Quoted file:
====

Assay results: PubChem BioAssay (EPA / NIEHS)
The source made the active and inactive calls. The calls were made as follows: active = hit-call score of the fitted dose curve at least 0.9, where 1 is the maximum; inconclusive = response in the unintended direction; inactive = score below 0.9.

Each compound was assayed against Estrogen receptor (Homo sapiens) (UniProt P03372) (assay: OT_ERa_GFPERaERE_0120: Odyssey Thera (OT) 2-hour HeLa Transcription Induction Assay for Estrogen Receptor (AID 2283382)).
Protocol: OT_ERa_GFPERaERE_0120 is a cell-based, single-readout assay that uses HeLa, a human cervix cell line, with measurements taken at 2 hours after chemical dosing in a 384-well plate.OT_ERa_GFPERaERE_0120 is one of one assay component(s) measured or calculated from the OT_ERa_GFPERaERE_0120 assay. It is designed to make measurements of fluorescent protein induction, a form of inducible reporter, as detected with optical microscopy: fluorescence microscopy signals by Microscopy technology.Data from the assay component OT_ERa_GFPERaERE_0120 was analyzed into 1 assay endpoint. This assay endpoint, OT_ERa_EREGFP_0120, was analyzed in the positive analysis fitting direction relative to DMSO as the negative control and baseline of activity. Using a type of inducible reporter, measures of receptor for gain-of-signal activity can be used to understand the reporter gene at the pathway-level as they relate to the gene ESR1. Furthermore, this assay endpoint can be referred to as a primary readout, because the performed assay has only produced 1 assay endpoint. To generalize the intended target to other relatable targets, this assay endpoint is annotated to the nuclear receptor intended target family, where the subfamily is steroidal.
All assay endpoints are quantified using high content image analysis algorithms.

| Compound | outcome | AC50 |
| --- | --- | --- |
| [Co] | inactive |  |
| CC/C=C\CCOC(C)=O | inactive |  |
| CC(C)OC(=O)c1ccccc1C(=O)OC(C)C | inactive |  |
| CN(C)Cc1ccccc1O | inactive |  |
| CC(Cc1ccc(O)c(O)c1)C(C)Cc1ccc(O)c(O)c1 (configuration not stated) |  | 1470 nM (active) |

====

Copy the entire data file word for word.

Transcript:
Assay results: PubChem BioAssay (EPA / NIEHS)
The source made the active and inactive calls. The calls were made as follows: active = hit-call score of the fitted dose curve at least 0.9, where 1 is the maximum; inconclusive = response in the unintended direction; inactive = score below 0.9.

Each compound was assayed against Estrogen receptor (Homo sapiens) (UniProt P03372) (assay: OT_ERa_GFPERaERE_0120: Odyssey Thera (OT) 2-hour HeLa Transcription Induction Assay for Estrogen Receptor (AID 2283382)).
Protocol: OT_ERa_GFPERaERE_0120 is a cell-based, single-readout assay that uses HeLa, a human cervix cell line, with measurements taken at 2 hours after chemical dosing in a 384-well plate.OT_ERa_GFPERaERE_0120 is one of one assay component(s) measured or calculated from the OT_ERa_GFPERaERE_0120 assay. It is designed to make measurements of fluorescent protein induction, a form of inducible reporter, as detected with optical microscopy: fluorescence microscopy signals by Microscopy technology.Data from the assay component OT_ERa_GFPERaERE_0120 was analyzed into 1 assay endpoint. This assay endpoint, OT_ERa_EREGFP_0120, was analyzed in the positive analysis fitting direction relative to DMSO as the negative control and baseline of activity. Using a type of inducible reporter, measures of receptor for gain-of-signal activity can be used to understand the reporter gene at the pathway-level as they relate to the gene ESR1. Furthermore, this assay endpoint can be referred to as a primary readout, because the performed assay has only produced 1 assay endpoint. To generalize the intended target to other relatable targets, this assay endpoint is annotated to the nuclear receptor intended target family, where the subfamily is steroidal.
All assay endpoints are quantified using high content image analysis algorithms.

| Compound | outcome | AC50 |
| --- | --- | --- |
| [Co] | inactive |  |
| CC/C=C\CCOC(C)=O | inactive |  |
| CC(C)OC(=O)c1ccccc1C(=O)OC(C)C | inactive |  |
| CN(C)Cc1ccccc1O | inactive |  |
| CC(Cc1ccc(O)c(O)c1)C(C)Cc1ccc(O)c(O)c1 (configuration not stated) |  | 1470 nM (active) |